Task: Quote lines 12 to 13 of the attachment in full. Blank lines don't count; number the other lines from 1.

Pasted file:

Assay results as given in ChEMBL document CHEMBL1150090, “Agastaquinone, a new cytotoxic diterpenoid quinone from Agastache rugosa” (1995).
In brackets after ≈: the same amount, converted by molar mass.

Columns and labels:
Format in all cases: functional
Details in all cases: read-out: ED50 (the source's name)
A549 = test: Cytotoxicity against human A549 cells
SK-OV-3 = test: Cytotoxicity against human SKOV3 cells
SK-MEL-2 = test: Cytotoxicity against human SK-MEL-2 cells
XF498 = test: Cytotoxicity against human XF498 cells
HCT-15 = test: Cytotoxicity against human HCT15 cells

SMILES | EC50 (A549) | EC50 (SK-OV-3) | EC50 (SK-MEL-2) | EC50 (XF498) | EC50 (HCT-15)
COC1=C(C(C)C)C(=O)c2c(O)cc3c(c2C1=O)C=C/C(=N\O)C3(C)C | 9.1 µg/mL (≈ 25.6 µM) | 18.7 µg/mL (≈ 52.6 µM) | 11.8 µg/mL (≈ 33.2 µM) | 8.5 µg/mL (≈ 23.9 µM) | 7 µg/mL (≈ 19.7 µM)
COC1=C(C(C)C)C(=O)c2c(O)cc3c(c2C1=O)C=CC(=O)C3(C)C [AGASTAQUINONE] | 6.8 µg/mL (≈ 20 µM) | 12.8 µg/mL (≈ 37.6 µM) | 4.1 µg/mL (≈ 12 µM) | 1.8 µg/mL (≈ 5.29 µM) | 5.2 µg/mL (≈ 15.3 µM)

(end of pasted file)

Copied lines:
COC1=C(C(C)C)C(=O)c2c(O)cc3c(c2C1=O)C=C/C(=N\O)C3(C)C | 9.1 µg/mL (≈ 25.6 µM) | 18.7 µg/mL (≈ 52.6 µM) | 11.8 µg/mL (≈ 33.2 µM) | 8.5 µg/mL (≈ 23.9 µM) | 7 µg/mL (≈ 19.7 µM)
COC1=C(C(C)C)C(=O)c2c(O)cc3c(c2C1=O)C=CC(=O)C3(C)C [AGASTAQUINONE] | 6.8 µg/mL (≈ 20 µM) | 12.8 µg/mL (≈ 37.6 µM) | 4.1 µg/mL (≈ 12 µM) | 1.8 µg/mL (≈ 5.29 µM) | 5.2 µg/mL (≈ 15.3 µM)